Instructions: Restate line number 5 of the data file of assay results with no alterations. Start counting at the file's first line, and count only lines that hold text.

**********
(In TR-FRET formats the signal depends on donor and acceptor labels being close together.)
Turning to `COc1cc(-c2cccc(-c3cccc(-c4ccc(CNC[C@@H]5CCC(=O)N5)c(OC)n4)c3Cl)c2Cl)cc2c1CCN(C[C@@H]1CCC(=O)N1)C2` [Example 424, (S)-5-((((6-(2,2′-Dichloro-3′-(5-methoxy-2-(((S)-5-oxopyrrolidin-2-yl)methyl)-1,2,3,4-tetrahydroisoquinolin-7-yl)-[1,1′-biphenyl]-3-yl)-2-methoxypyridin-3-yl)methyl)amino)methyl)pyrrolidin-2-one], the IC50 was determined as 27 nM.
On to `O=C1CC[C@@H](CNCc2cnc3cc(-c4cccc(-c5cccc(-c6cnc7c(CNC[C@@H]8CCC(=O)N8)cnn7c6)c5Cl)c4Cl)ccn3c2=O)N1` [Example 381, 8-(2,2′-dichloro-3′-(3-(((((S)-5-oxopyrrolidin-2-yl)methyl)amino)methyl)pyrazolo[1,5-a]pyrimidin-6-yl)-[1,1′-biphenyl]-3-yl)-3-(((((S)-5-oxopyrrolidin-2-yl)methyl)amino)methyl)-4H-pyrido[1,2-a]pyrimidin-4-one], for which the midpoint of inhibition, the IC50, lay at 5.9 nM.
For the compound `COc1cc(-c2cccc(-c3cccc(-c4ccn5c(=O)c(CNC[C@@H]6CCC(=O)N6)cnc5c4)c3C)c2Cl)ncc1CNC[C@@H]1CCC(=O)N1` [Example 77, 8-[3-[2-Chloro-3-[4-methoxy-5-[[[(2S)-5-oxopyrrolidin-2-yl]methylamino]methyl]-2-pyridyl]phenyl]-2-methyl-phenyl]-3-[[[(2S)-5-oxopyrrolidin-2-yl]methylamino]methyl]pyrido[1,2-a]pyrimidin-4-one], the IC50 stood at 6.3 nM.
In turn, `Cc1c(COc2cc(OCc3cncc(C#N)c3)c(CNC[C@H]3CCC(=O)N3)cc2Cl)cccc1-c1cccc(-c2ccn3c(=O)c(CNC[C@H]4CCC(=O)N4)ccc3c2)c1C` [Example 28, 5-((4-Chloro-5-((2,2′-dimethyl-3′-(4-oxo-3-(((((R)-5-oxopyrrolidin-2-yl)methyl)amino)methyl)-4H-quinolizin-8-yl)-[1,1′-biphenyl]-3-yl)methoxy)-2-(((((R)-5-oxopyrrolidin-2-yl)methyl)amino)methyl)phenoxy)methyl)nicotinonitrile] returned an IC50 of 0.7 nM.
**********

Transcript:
In turn, `Cc1c(COc2cc(OCc3cncc(C#N)c3)c(CNC[C@H]3CCC(=O)N3)cc2Cl)cccc1-c1cccc(-c2ccn3c(=O)c(CNC[C@H]4CCC(=O)N4)ccc3c2)c1C` [Example 28, 5-((4-Chloro-5-((2,2′-dimethyl-3′-(4-oxo-3-(((((R)-5-oxopyrrolidin-2-yl)methyl)amino)methyl)-4H-quinolizin-8-yl)-[1,1′-biphenyl]-3-yl)methoxy)-2-(((((R)-5-oxopyrrolidin-2-yl)methyl)amino)methyl)phenoxy)methyl)nicotinonitrile] returned an IC50 of 0.7 nM.